circumstances that are dangerous, and it is indeed quite possible to receive a
    fatal shock from 120V when something has gone wrong - like installing a stove
    with its equipment ground connected to the circuit neutral conductor, as you
    recently told someone to do.

    And only an idiot would assume that "the other guy" had opened the breaker,
    and not check first. Hell, I check before touching even when *I* am the guy
    that opened the breaker - just to make sure I opened the right one.

    If you work on your own wiring, I hope you live alone. I'd hate to see anyone
    else's life jeopardized by your ignorance.

    Doug Miller (alphageek at milmac dot com)

    Nobody ever left footprints in the sands of time by sitting on his butt.
    And who wants to leave buttprints in the sands of time?
  13. Guess who

    Guess who Guest

    Either this is a troll or you are a moron. Take your pick.
  14. toller

    toller Guest

    You are correct; 100ma is about the lethal threashold. But it is difficult
    to get 100ma off 120v unless you are in saltwater.
    Naturally adverse medical conditions, or just plain bad luck, will change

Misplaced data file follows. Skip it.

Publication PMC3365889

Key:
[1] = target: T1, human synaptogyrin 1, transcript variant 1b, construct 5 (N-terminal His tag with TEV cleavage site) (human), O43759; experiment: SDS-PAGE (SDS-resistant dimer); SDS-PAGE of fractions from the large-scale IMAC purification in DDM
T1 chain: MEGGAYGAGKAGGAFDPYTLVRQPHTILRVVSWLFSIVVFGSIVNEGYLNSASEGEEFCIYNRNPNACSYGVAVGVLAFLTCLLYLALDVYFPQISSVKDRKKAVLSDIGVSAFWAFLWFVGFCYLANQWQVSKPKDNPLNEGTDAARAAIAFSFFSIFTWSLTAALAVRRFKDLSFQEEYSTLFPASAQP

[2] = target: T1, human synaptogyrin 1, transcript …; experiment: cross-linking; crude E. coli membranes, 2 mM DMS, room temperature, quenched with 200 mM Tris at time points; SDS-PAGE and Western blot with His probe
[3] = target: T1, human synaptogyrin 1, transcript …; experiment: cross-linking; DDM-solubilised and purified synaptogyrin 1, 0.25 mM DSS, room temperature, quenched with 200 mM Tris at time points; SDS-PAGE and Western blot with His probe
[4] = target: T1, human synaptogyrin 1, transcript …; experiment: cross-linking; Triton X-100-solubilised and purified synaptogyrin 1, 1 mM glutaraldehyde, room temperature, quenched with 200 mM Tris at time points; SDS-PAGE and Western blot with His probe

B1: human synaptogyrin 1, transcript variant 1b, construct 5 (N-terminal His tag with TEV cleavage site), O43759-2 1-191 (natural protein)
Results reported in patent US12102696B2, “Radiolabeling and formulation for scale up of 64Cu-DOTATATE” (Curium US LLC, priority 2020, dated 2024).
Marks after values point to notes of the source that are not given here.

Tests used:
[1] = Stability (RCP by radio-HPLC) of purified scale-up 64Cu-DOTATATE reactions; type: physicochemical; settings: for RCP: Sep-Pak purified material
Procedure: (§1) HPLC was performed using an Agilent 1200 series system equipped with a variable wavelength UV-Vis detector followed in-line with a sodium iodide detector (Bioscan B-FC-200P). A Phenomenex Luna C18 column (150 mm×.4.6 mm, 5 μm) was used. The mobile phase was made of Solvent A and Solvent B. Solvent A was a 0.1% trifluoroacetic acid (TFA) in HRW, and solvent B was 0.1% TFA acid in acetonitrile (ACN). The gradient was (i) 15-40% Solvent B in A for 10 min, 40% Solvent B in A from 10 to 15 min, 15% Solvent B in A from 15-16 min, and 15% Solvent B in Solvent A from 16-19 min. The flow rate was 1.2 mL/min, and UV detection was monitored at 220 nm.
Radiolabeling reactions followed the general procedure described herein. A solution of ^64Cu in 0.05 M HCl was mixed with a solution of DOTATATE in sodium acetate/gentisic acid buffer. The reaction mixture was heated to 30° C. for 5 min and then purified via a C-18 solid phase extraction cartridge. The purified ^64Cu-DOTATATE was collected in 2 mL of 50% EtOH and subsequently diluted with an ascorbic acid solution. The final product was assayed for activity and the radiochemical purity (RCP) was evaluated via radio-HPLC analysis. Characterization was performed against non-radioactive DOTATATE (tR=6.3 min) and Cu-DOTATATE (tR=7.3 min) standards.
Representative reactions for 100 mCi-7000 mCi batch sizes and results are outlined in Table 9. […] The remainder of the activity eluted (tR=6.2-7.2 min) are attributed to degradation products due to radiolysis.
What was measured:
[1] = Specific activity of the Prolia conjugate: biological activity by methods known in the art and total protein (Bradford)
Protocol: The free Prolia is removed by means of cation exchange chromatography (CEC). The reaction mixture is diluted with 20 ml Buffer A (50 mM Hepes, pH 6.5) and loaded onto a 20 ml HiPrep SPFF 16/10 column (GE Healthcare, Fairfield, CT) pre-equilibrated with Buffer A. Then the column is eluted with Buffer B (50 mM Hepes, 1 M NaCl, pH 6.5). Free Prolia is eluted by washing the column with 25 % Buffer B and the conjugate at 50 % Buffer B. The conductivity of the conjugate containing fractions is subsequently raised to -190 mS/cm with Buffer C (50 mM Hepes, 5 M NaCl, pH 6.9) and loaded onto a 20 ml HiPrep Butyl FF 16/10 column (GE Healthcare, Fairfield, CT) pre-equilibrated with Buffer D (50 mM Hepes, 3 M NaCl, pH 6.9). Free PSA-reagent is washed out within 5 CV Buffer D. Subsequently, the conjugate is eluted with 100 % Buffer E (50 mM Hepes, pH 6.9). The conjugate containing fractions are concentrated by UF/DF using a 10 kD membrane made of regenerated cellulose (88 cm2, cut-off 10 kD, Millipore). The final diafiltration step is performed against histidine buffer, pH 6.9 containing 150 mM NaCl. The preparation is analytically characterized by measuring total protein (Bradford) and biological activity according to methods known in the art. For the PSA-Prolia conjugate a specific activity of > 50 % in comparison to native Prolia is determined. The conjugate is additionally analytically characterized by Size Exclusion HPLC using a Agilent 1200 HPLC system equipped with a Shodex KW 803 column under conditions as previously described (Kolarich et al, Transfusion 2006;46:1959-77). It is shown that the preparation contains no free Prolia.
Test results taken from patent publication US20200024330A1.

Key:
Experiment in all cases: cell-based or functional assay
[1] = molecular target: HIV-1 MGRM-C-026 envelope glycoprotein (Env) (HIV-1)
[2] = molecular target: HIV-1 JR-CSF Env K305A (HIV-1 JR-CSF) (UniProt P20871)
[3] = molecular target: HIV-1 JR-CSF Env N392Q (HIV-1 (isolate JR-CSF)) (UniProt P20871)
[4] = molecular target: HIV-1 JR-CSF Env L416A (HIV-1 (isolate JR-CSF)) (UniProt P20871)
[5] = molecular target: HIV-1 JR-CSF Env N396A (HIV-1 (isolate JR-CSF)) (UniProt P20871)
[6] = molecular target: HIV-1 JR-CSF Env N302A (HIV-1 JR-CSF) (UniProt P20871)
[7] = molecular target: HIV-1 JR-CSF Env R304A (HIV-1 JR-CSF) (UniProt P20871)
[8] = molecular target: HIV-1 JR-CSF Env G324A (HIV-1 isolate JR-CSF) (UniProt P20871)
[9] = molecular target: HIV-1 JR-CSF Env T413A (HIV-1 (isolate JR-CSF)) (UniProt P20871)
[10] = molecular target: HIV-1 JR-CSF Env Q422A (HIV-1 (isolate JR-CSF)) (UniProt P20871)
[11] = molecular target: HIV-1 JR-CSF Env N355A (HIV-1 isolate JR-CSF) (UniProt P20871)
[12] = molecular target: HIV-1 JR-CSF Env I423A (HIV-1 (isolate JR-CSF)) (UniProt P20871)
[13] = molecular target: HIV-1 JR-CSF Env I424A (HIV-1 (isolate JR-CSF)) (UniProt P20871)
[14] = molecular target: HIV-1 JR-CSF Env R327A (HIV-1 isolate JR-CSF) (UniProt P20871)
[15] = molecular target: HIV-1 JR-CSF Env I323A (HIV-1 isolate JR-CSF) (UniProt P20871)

15. CW

    CW Guest

    Glad I'm not the only one that does that.
  16. Leon

    Leon Guest

    After a delivery truck hit a power pole and knocked down some power lines I
    questioned the gentleman managing and keeping an eye on the crew repairing
    the power lines. He indicated that 220 is more likely to get you as it
    tends to hold on to you. The much higher voltage lines will more likely
    throw you away.
  17. LRod

    LRod Guest

    Neither of you are (the only one). I do, too. It's too easy to check,
    and the potential consequences of not checking are too high.


    Master Woodbutcher and seasoned termite

    Shamelessly whoring my website since 1999

    Proud participant of rec.woodworking since February, 1997
  18. Robatoy

    Robatoy Guest

    If a PaceMaker can keep your heart going with fractions of milliwatts
    and low voltage, WTF makes you think that ANY electrical current is safe
    or safer?

    A ground is there to conduct possible power away from where it can cause
    damage. To knowingly operate a metal tool without a proper ground is
    just plain fucking stupid. Nothing else sums it up better. You are a
    fucking moron.

    Or a troll.

    I'm going with both.
  19. Guest

    I think the OP was trolling, judging by his lack of response. It looks
    like he hauled in a whole netfull.

  20. Robatoy

    Robatoy Guest

    At the risk he was just an ignorant fool, I decided to respond anyway.
    But I think you're probably right.